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How Wendy’s Gifted Burger King Worldwide, Inc. a Lower Tax Bill

Canada may become the new "Home of the Whopper" if Burger King Worldwide (NYSE: BKW  ) is able to pull off a deal to acquire Ontario-based Tim Hortons (NYSE: THI  ) . Shares of both stocks opened higher on Monday after confirming that Burger King was in fact in talks to acquire the popular Canadian coffee and doughnuts chain.

This wouldn't be the first stateside burger flipper to have its hands on Tim Hortons. Wendy's (NASDAQ: WEN  ) owned the chain before deciding to spin it off eight years ago. Wendy's has gone through a few dance partners over the years, and between Arby's, Baja Fresh, and Tim Hortons it seems as if Wendy's never knows who should do the leading on the dance floor.

The new twist here -- and likely the reason for the potential buyer's stock moving higher -- is that Burger King may choose to take advantage of a favorable tax move by moving its corporate hub from Miami to Ontario. Corporate inversions have become a political hot potato these days. President Obama called out the practice earlier this month after a pair of pharmaceuticals companies completed inversions this summer. He calls it a lack of "economic patriotism," but conservative politicians counter that the country's higher corporate tax rate relative to other nations is the root of this trend.

Canada's federal corporate tax rate was lowered to 15% two years ago. The U.K. followed three months later with a corporate tax rate of its own. Given the reluctance of many cash-rich companies with ample reserves stowed abroad to take a repatriation tax hit, the only real surprise is that more companies aren't either considering inversions or international acquisitions.

Have it your way
This is still a gamble for Burger King. Shaving corporate taxes through an inversion will naturally prop up net income, but will it anger consumers? We saw sentiment turn on drugstore chain Walgreen (NASDAQ: WBA  ) when it considered an inversion earlier this summer after taking a majority position in a European subsidiary. It got called out.

Jon Stewart went on to skewer inversions on The Daily Show. A few days later, Walgreen decided to stick to its U.S. home. Activists cheered. Investors bailed.

As a consumer-facing company, Burger King can't afford to upset its Whopper-gnawing public. Just as its larger rival has become the poster child for wage activism, Burger King doesn't want to see sentiment turn. It's seen the Golden Arches post negative comps during the past three quarters of activism. Burger King, on the other hand, is still growing at the store level. Does it want to become politicized?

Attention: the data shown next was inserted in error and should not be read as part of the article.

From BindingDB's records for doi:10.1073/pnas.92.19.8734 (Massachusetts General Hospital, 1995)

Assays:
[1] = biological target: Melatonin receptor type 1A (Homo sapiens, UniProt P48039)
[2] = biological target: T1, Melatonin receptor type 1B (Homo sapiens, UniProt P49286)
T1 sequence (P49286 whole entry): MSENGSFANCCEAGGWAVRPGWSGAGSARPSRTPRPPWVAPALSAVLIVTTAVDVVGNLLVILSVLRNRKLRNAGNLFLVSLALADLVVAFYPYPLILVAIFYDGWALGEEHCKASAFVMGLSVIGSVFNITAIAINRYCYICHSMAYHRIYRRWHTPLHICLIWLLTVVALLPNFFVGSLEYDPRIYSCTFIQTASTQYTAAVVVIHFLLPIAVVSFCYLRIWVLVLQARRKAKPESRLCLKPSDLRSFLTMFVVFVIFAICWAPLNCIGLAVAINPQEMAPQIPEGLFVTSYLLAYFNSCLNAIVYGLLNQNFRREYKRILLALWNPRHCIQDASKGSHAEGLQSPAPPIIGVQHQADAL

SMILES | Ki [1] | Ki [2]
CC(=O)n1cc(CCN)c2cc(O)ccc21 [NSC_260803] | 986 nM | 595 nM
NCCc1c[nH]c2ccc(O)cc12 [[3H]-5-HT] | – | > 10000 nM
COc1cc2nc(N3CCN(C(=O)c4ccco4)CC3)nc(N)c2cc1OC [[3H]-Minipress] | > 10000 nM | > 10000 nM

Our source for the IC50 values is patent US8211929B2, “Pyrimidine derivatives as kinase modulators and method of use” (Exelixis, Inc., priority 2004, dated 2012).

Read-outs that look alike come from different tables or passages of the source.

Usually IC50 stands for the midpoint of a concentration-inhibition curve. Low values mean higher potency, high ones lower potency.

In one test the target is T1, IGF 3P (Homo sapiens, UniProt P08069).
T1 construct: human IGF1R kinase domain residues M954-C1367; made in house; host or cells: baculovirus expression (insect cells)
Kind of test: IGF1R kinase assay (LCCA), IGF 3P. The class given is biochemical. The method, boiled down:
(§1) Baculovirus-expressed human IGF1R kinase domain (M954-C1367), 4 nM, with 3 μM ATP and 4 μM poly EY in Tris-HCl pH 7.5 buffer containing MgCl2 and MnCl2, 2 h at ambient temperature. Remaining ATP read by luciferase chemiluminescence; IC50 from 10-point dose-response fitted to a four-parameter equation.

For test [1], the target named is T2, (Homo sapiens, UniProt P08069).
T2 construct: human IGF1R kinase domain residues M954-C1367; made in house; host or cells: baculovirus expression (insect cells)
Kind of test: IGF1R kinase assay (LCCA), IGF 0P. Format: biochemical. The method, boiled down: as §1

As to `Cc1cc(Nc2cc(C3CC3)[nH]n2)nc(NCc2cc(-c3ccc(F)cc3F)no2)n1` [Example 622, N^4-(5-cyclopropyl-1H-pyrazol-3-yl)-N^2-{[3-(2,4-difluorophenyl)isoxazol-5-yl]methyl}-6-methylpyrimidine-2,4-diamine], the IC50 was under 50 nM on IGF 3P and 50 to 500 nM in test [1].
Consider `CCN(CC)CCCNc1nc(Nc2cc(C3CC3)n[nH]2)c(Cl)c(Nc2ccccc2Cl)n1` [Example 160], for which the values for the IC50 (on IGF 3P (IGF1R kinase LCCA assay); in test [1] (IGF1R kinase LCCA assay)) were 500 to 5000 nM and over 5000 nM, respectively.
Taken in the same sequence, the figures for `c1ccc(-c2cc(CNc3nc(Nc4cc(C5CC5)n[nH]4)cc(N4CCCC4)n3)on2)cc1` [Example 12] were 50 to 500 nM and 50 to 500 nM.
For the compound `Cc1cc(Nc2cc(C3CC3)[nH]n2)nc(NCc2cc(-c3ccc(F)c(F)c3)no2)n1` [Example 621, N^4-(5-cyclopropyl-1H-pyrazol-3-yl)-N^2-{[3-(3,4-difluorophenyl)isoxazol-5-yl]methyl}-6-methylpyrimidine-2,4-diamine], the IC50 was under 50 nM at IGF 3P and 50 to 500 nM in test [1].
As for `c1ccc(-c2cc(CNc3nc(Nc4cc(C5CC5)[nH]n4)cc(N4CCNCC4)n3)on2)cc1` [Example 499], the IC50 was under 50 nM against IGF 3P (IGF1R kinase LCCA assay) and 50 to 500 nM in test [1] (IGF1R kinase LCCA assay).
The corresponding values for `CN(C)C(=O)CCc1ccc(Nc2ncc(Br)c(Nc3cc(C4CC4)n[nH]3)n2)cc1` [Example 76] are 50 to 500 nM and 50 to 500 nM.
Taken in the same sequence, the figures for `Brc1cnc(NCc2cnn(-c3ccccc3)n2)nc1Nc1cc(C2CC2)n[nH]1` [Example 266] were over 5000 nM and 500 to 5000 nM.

A bigger problem here is that it's not as if franchisees will see any of the benefit. Nearly all of Burger King's roughly 13,000 locations are owned and operated by independent franchisees. They will still be paying state, local, and federal taxes. If Burger King Worldwide gets a tax break it will come from the royalties that it collects from its franchisees.

In other words, the brand may suffer more than the concept owner benefits. We'll have to see how this all plays out. Burger King's old "have it your way" slogan was brilliant, but now that there are two political sides tugging at the world's second larger hamburger chain it seems as if everyone won't be able to have it their way.

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  • Report this Comment On August 26, 2014, at 8:35 AM, pondee619 wrote:

    "President Obama called out the practice earlier this month after a pair of pharmaceuticals companies completed inversions this summer. He calls it a lack of "economic patriotism,""

    With Buffett and Berkshire financing a large part of this deal, will the President call Warren out? Will Buffett still be the Fools darling while participating in this lack of Economic Patriotism?

  • Report this Comment On August 26, 2014, at 9:44 AM, BrendanSuSa wrote:

    I am a Fool and a capitalist but the idea that a company can benefit from the economic, legal, and physical infrastructure of the United States and then just move its headquarters because of (of partly because of) tax reasons makes me uncomfortable. I appreciate that the majority owners of Burger King aren't an American firm, but the company itself is.

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Rick Munarriz

Rick has been writing for Motley Fool since 1995 where he's a Consumer and Tech Stocks Specialist. Yes, that's a long time. He's been an analyst for Motley Fool Rule Breakers and a portfolio lead analyst for Motley Fool Supernova since each newsletter service's inception. He earned his BBA and MBA from the University of Miami, and he now lives a block from his alma mater.

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